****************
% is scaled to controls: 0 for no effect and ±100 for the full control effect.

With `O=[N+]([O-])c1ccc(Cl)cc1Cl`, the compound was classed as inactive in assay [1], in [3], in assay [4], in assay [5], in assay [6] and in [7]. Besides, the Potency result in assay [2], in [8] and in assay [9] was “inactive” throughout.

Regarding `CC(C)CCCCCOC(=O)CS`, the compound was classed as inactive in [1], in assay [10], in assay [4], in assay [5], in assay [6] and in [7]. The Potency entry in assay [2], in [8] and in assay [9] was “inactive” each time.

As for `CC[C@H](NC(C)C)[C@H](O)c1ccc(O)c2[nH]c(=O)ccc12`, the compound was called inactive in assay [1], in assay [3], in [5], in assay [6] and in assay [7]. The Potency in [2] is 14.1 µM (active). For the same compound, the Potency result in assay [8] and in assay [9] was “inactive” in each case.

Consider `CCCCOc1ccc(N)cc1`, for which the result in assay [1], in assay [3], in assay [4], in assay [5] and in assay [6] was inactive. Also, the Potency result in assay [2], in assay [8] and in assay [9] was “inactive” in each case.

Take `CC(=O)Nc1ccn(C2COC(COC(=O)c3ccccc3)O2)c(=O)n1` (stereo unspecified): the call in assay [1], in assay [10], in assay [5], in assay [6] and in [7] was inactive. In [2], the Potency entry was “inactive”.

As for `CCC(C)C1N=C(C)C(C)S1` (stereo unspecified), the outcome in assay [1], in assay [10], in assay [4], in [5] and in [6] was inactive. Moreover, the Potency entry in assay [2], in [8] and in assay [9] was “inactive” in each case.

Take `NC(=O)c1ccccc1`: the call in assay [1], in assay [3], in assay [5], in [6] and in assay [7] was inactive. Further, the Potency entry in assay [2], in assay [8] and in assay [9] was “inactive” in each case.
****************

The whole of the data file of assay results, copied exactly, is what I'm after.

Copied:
% is scaled to controls: 0 for no effect and ±100 for the full control effect.

With `O=[N+]([O-])c1ccc(Cl)cc1Cl`, the compound was classed as inactive in assay [1], in [3], in assay [4], in assay [5], in assay [6] and in [7]. Besides, the Potency result in assay [2], in [8] and in assay [9] was “inactive” throughout.

Regarding `CC(C)CCCCCOC(=O)CS`, the compound was classed as inactive in [1], in assay [10], in assay [4], in assay [5], in assay [6] and in [7]. The Potency entry in assay [2], in [8] and in assay [9] was “inactive” each time.

As for `CC[C@H](NC(C)C)[C@H](O)c1ccc(O)c2[nH]c(=O)ccc12`, the compound was called inactive in assay [1], in assay [3], in [5], in assay [6] and in assay [7]. The Potency in [2] is 14.1 µM (active). For the same compound, the Potency result in assay [8] and in assay [9] was “inactive” in each case.

Consider `CCCCOc1ccc(N)cc1`, for which the result in assay [1], in assay [3], in assay [4], in assay [5] and in assay [6] was inactive. Also, the Potency result in assay [2], in assay [8] and in assay [9] was “inactive” in each case.

Take `CC(=O)Nc1ccn(C2COC(COC(=O)c3ccccc3)O2)c(=O)n1` (stereo unspecified): the call in assay [1], in assay [10], in assay [5], in assay [6] and in [7] was inactive. In [2], the Potency entry was “inactive”.

As for `CCC(C)C1N=C(C)C(C)S1` (stereo unspecified), the outcome in assay [1], in assay [10], in assay [4], in [5] and in [6] was inactive. Moreover, the Potency entry in assay [2], in [8] and in assay [9] was “inactive” in each case.

Take `NC(=O)c1ccccc1`: the call in assay [1], in assay [3], in assay [5], in [6] and in assay [7] was inactive. Further, the Potency entry in assay [2], in assay [8] and in assay [9] was “inactive” in each case.